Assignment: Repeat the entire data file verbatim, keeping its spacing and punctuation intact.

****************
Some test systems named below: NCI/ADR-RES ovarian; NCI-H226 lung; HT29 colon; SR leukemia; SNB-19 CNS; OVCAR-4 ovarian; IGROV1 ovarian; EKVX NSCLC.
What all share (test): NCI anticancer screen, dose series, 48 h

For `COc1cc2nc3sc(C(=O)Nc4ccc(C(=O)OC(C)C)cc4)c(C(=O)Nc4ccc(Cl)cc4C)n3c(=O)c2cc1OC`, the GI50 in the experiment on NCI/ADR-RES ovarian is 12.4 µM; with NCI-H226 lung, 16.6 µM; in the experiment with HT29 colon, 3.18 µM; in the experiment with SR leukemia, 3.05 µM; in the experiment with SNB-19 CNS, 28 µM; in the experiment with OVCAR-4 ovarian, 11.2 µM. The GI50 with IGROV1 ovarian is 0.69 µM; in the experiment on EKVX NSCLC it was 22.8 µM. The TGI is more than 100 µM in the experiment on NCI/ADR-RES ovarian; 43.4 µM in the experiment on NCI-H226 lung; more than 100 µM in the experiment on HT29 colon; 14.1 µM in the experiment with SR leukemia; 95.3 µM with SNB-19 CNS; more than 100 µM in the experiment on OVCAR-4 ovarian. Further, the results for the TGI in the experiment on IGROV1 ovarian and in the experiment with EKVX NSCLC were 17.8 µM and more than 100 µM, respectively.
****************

Some test systems named below: NCI/ADR-RES ovarian; NCI-H226 lung; HT29 colon; SR leukemia; SNB-19 CNS; OVCAR-4 ovarian; IGROV1 ovarian; EKVX NSCLC.
What all share (test): NCI anticancer screen, dose series, 48 h

For `COc1cc2nc3sc(C(=O)Nc4ccc(C(=O)OC(C)C)cc4)c(C(=O)Nc4ccc(Cl)cc4C)n3c(=O)c2cc1OC`, the GI50 in the experiment on NCI/ADR-RES ovarian is 12.4 µM; with NCI-H226 lung, 16.6 µM; in the experiment with HT29 colon, 3.18 µM; in the experiment with SR leukemia, 3.05 µM; in the experiment with SNB-19 CNS, 28 µM; in the experiment with OVCAR-4 ovarian, 11.2 µM. The GI50 with IGROV1 ovarian is 0.69 µM; in the experiment on EKVX NSCLC it was 22.8 µM. The TGI is more than 100 µM in the experiment on NCI/ADR-RES ovarian; 43.4 µM in the experiment on NCI-H226 lung; more than 100 µM in the experiment on HT29 colon; 14.1 µM in the experiment with SR leukemia; 95.3 µM with SNB-19 CNS; more than 100 µM in the experiment on OVCAR-4 ovarian. Further, the results for the TGI in the experiment on IGROV1 ovarian and in the experiment with EKVX NSCLC were 17.8 µM and more than 100 µM, respectively.